The Misunderstood Big Cats of India

The Misunderstood Big Cats of India
A sketch of the Indian leopard, Photo Credit: Getty Images

The elusive leopards that lurk the jungles of India and why do they matter.

Navin Raheja
November 15 , 2018
04 Min Read

People always ask me which animal gets the most attention in the Indian jungle. The answer is, of course, the tiger, towards whom all cameras turn and who is also the focal point of conservation efforts. With so much community and government attention on the tiger, although fully justified, we have ignored another stunning, enigmatic and skilled predator of the Indian wilds: the leopard. I would like to share my experiences—including a few peculiar ones—with leopards across the country. 

Not that leopards are not acknowledged, but the instances are few and far between. Today, this big cat is under threat. A leopard cannot change its spots but humans need to adjust their priorities and give this beautiful cat another chance to survive.

If you are a wildlife bug and happen to be in the southern part of India during the winters, then Karnataka’s Bandipur National Park is the place to be. Several years ago, on a vibrant morning with just a nip in the air, my family and I were proceeding towards a watchtower after alighting from our vehicle when we were stopped by an incredible sight, never replicated before or since. A gorgeous young leopard was walking down the zigzag stairs of the watchtower where it had clearly spent the night and marked his territory. It looked least bothered by our presence and gave us a proud look before passing a mere 15 feet from us and sneaking into the bushes. Of course, a tremor of fear ran down my spine, and I stood there in disbelief at what had happened. What if we had arrived a few minutes earlier and climbed the stairs and encountered the leopard in the tower? But unpredictability and impulsiveness are the hallmark of a leopard. You could encounter it in the unlikeliest of spots. Most of the time, I have seen it appear and disappear like a ghost, hardly giving me time to lift my camera and take a decent picture.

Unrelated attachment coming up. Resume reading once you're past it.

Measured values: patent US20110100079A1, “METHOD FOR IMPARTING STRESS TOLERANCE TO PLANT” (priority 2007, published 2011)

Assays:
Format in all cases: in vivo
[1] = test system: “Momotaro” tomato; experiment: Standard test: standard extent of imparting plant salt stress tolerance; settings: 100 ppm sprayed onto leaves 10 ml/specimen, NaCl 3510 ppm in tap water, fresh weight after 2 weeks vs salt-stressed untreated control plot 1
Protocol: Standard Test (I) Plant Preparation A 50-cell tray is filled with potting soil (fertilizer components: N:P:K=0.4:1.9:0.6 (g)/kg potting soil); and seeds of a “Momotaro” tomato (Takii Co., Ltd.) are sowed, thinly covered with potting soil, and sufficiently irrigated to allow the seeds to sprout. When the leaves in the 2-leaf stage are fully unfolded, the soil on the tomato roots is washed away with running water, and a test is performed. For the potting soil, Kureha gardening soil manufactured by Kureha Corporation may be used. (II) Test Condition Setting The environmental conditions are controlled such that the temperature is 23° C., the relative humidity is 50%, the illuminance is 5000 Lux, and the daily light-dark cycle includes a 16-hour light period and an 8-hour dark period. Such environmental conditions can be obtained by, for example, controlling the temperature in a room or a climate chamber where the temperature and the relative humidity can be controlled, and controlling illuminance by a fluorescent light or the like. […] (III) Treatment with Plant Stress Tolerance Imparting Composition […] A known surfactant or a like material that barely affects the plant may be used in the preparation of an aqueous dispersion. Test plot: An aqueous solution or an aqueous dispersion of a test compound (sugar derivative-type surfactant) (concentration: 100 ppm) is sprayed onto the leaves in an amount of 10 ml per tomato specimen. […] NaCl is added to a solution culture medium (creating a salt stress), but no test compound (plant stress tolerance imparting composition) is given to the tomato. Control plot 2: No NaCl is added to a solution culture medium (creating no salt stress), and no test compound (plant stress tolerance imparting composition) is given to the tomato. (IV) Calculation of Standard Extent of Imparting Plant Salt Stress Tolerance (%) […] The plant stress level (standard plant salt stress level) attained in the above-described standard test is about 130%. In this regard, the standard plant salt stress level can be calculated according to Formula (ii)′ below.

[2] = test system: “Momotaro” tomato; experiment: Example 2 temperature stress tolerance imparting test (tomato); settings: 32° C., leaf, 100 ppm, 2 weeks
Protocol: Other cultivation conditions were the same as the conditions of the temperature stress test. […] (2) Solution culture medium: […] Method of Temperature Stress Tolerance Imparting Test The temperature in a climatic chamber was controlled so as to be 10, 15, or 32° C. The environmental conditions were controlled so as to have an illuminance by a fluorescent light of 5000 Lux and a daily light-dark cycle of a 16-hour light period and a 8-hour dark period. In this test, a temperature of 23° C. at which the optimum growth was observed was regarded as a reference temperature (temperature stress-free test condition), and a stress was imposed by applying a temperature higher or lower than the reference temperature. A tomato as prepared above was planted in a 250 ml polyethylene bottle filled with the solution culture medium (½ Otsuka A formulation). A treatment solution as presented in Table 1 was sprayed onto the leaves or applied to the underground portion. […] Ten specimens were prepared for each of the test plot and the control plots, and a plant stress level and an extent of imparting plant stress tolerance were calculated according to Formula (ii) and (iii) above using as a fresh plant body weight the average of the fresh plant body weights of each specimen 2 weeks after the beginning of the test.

Indian leopard at Kanha Tiger Reserve, Madhya Pradesh, India

The man-killing occurrences in Uttarakhand attributed to leopards are often true. While making a film about leopard attacks in the state, my team and I interviewed the then Chief Wildlife Warden, Shrikant Chandola. Without mincing any words, Chandola said that more humans in Uttarakhand were killed by leopards than by all the other wild animals put together. But should the leopard alone be blamed for the situation? The fact is that, in Uttarakhand, just like in several other states, people have encroached upon the leopard’s territory and taken away its prey base. The resulting man-leopard conflict should, therefore, not come as a surprise to anyone.

My own jungle sojourns have offered me many occasions to study the leopard from close quarters. Soon after the Bandipur incident, I was driving uphill from Kaladhungi to Nainital. It was already dark when I spotted a leopard crossing the road in the beam of the car’s headlights. I stopped instantly and turned off the lights. Bizarrely, instead of running away, the leopard started walking towards me and finally sat down near my car. This occurred on several occasions, so much so that it became my habit to drive on the Kaladhungi-Nainital road only after sunset in the expectation of an encounter with the friendly leopard. It was here that I learned about its amazing auditory powers. As I sat observing it, I found that it could hear the sound of an approaching vehicle several minutes and kilometres before I could. Just as the vehicle swung into view, the leopard would disappear, always returning to join me by my car.

There is another special leopard, dear to me for several reasons. She was an orphaned cub when I first met her, a hair’s distance away from the jaws of certain death. However, I took it upon myself to continuously visit her every week in the forest for over three years, to teach her the laws of the jungle. Today, she is comfortably settled in the wild, roaming free with her second generation of cubs in the jungles of India. While some would credit me for her rehabilitation, I learned so much from this creature that rather than feel like I had changed her life, I’m convinced it was she who changed my life forever.

Narrated by the late Tom Alter and playing on the Epic Channel every Friday at 10.30pm, Wilderness Days is a 26-episode show produced and directed by Navin Raheja which takes the audience across India to appreciate and understand Indian wildlife better.


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